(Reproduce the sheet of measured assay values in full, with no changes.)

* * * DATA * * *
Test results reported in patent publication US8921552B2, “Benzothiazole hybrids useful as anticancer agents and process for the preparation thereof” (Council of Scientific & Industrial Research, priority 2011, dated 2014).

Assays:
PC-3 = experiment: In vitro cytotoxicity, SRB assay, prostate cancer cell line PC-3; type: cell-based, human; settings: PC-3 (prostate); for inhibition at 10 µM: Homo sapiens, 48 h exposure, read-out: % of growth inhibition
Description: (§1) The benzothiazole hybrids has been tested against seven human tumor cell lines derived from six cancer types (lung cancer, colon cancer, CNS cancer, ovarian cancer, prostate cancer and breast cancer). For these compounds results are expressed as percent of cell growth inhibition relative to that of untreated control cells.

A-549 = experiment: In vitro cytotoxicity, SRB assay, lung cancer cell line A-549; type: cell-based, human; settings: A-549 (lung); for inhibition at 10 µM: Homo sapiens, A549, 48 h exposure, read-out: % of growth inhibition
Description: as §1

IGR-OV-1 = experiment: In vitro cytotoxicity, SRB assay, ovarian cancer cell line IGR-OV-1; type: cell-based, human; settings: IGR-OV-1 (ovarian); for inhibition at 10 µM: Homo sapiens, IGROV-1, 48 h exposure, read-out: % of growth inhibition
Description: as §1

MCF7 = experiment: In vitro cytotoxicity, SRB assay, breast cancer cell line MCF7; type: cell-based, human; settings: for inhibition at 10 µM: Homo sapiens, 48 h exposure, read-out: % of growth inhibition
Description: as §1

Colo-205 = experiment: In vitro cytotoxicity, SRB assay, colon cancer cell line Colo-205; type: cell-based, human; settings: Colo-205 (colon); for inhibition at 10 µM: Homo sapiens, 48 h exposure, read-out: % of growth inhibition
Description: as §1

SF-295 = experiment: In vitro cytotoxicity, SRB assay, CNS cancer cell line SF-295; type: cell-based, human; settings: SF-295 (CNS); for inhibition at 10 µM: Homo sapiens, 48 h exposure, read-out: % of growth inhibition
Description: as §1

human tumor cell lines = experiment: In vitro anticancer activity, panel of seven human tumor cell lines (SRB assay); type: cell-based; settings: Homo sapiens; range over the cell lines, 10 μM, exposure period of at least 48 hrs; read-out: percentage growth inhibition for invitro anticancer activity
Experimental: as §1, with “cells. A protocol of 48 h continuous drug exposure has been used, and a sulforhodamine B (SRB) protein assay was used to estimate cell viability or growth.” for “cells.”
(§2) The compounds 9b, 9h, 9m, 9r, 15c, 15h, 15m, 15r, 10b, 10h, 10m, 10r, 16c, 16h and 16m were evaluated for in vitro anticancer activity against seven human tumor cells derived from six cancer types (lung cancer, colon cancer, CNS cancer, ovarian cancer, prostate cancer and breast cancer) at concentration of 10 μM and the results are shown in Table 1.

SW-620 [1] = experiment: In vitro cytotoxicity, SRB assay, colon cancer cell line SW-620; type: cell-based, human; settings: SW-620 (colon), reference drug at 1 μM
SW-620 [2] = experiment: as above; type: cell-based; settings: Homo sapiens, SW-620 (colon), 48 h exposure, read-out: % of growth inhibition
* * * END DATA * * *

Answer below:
Test results reported in patent publication US8921552B2, “Benzothiazole hybrids useful as anticancer agents and process for the preparation thereof” (Council of Scientific & Industrial Research, priority 2011, dated 2014).

Assays:
PC-3 = experiment: In vitro cytotoxicity, SRB assay, prostate cancer cell line PC-3; type: cell-based, human; settings: PC-3 (prostate); for inhibition at 10 µM: Homo sapiens, 48 h exposure, read-out: % of growth inhibition
Description: (§1) The benzothiazole hybrids has been tested against seven human tumor cell lines derived from six cancer types (lung cancer, colon cancer, CNS cancer, ovarian cancer, prostate cancer and breast cancer). For these compounds results are expressed as percent of cell growth inhibition relative to that of untreated control cells.

A-549 = experiment: In vitro cytotoxicity, SRB assay, lung cancer cell line A-549; type: cell-based, human; settings: A-549 (lung); for inhibition at 10 µM: Homo sapiens, A549, 48 h exposure, read-out: % of growth inhibition
Description: as §1

IGR-OV-1 = experiment: In vitro cytotoxicity, SRB assay, ovarian cancer cell line IGR-OV-1; type: cell-based, human; settings: IGR-OV-1 (ovarian); for inhibition at 10 µM: Homo sapiens, IGROV-1, 48 h exposure, read-out: % of growth inhibition
Description: as §1

MCF7 = experiment: In vitro cytotoxicity, SRB assay, breast cancer cell line MCF7; type: cell-based, human; settings: for inhibition at 10 µM: Homo sapiens, 48 h exposure, read-out: % of growth inhibition
Description: as §1

Colo-205 = experiment: In vitro cytotoxicity, SRB assay, colon cancer cell line Colo-205; type: cell-based, human; settings: Colo-205 (colon); for inhibition at 10 µM: Homo sapiens, 48 h exposure, read-out: % of growth inhibition
Description: as §1

SF-295 = experiment: In vitro cytotoxicity, SRB assay, CNS cancer cell line SF-295; type: cell-based, human; settings: SF-295 (CNS); for inhibition at 10 µM: Homo sapiens, 48 h exposure, read-out: % of growth inhibition
Description: as §1

human tumor cell lines = experiment: In vitro anticancer activity, panel of seven human tumor cell lines (SRB assay); type: cell-based; settings: Homo sapiens; range over the cell lines, 10 μM, exposure period of at least 48 hrs; read-out: percentage growth inhibition for invitro anticancer activity
Experimental: as §1, with “cells. A protocol of 48 h continuous drug exposure has been used, and a sulforhodamine B (SRB) protein assay was used to estimate cell viability or growth.” for “cells.”
(§2) The compounds 9b, 9h, 9m, 9r, 15c, 15h, 15m, 15r, 10b, 10h, 10m, 10r, 16c, 16h and 16m were evaluated for in vitro anticancer activity against seven human tumor cells derived from six cancer types (lung cancer, colon cancer, CNS cancer, ovarian cancer, prostate cancer and breast cancer) at concentration of 10 μM and the results are shown in Table 1.

SW-620 [1] = experiment: In vitro cytotoxicity, SRB assay, colon cancer cell line SW-620; type: cell-based, human; settings: SW-620 (colon), reference drug at 1 μM
SW-620 [2] = experiment: as above; type: cell-based; settings: Homo sapiens, SW-620 (colon), 48 h exposure, read-out: % of growth inhibition